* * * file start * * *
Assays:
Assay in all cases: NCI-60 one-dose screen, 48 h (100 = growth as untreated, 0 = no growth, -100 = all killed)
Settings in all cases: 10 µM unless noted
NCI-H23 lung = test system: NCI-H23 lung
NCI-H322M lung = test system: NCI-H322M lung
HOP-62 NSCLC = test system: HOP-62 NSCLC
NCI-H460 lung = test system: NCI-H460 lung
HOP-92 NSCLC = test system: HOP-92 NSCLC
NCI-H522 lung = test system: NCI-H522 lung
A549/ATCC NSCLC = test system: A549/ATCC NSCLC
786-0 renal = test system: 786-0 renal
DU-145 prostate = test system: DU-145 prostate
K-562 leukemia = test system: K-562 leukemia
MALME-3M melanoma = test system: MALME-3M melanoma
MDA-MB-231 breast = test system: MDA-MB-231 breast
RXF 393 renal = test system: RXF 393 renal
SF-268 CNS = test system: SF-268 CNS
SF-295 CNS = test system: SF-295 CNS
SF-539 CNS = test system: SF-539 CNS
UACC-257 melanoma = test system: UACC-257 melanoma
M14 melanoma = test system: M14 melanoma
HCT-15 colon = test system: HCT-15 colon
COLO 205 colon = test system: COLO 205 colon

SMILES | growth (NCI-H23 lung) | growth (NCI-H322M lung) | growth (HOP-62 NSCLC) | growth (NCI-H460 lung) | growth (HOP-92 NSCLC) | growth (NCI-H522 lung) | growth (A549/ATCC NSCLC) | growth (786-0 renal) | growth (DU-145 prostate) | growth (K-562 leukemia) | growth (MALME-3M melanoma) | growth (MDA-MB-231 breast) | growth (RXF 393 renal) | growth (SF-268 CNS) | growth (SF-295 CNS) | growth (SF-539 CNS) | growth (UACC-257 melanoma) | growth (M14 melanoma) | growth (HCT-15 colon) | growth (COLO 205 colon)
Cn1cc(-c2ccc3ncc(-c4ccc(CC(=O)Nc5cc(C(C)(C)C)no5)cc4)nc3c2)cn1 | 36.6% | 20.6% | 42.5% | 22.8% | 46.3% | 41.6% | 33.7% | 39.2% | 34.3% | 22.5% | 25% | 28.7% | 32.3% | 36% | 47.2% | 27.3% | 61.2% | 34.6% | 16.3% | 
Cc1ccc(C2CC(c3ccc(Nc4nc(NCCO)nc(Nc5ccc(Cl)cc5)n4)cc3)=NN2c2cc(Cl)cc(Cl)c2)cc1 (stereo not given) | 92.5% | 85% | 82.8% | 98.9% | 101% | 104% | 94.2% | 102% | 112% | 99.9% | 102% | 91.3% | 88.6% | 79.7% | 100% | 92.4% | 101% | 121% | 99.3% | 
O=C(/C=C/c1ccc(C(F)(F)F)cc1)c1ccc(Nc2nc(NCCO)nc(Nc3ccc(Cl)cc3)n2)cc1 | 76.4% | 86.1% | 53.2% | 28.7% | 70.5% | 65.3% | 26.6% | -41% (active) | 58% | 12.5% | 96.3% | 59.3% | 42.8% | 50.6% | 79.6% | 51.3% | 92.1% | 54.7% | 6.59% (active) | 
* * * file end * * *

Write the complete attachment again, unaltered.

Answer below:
Assays:
Assay in all cases: NCI-60 one-dose screen, 48 h (100 = growth as untreated, 0 = no growth, -100 = all killed)
Settings in all cases: 10 µM unless noted
NCI-H23 lung = test system: NCI-H23 lung
NCI-H322M lung = test system: NCI-H322M lung
HOP-62 NSCLC = test system: HOP-62 NSCLC
NCI-H460 lung = test system: NCI-H460 lung
HOP-92 NSCLC = test system: HOP-92 NSCLC
NCI-H522 lung = test system: NCI-H522 lung
A549/ATCC NSCLC = test system: A549/ATCC NSCLC
786-0 renal = test system: 786-0 renal
DU-145 prostate = test system: DU-145 prostate
K-562 leukemia = test system: K-562 leukemia
MALME-3M melanoma = test system: MALME-3M melanoma
MDA-MB-231 breast = test system: MDA-MB-231 breast
RXF 393 renal = test system: RXF 393 renal
SF-268 CNS = test system: SF-268 CNS
SF-295 CNS = test system: SF-295 CNS
SF-539 CNS = test system: SF-539 CNS
UACC-257 melanoma = test system: UACC-257 melanoma
M14 melanoma = test system: M14 melanoma
HCT-15 colon = test system: HCT-15 colon
COLO 205 colon = test system: COLO 205 colon

SMILES | growth (NCI-H23 lung) | growth (NCI-H322M lung) | growth (HOP-62 NSCLC) | growth (NCI-H460 lung) | growth (HOP-92 NSCLC) | growth (NCI-H522 lung) | growth (A549/ATCC NSCLC) | growth (786-0 renal) | growth (DU-145 prostate) | growth (K-562 leukemia) | growth (MALME-3M melanoma) | growth (MDA-MB-231 breast) | growth (RXF 393 renal) | growth (SF-268 CNS) | growth (SF-295 CNS) | growth (SF-539 CNS) | growth (UACC-257 melanoma) | growth (M14 melanoma) | growth (HCT-15 colon) | growth (COLO 205 colon)
Cn1cc(-c2ccc3ncc(-c4ccc(CC(=O)Nc5cc(C(C)(C)C)no5)cc4)nc3c2)cn1 | 36.6% | 20.6% | 42.5% | 22.8% | 46.3% | 41.6% | 33.7% | 39.2% | 34.3% | 22.5% | 25% | 28.7% | 32.3% | 36% | 47.2% | 27.3% | 61.2% | 34.6% | 16.3% | 
Cc1ccc(C2CC(c3ccc(Nc4nc(NCCO)nc(Nc5ccc(Cl)cc5)n4)cc3)=NN2c2cc(Cl)cc(Cl)c2)cc1 (stereo not given) | 92.5% | 85% | 82.8% | 98.9% | 101% | 104% | 94.2% | 102% | 112% | 99.9% | 102% | 91.3% | 88.6% | 79.7% | 100% | 92.4% | 101% | 121% | 99.3% | 
O=C(/C=C/c1ccc(C(F)(F)F)cc1)c1ccc(Nc2nc(NCCO)nc(Nc3ccc(Cl)cc3)n2)cc1 | 76.4% | 86.1% | 53.2% | 28.7% | 70.5% | 65.3% | 26.6% | -41% (active) | 58% | 12.5% | 96.3% | 59.3% | 42.8% | 50.6% | 79.6% | 51.3% | 92.1% | 54.7% | 6.59% (active) | 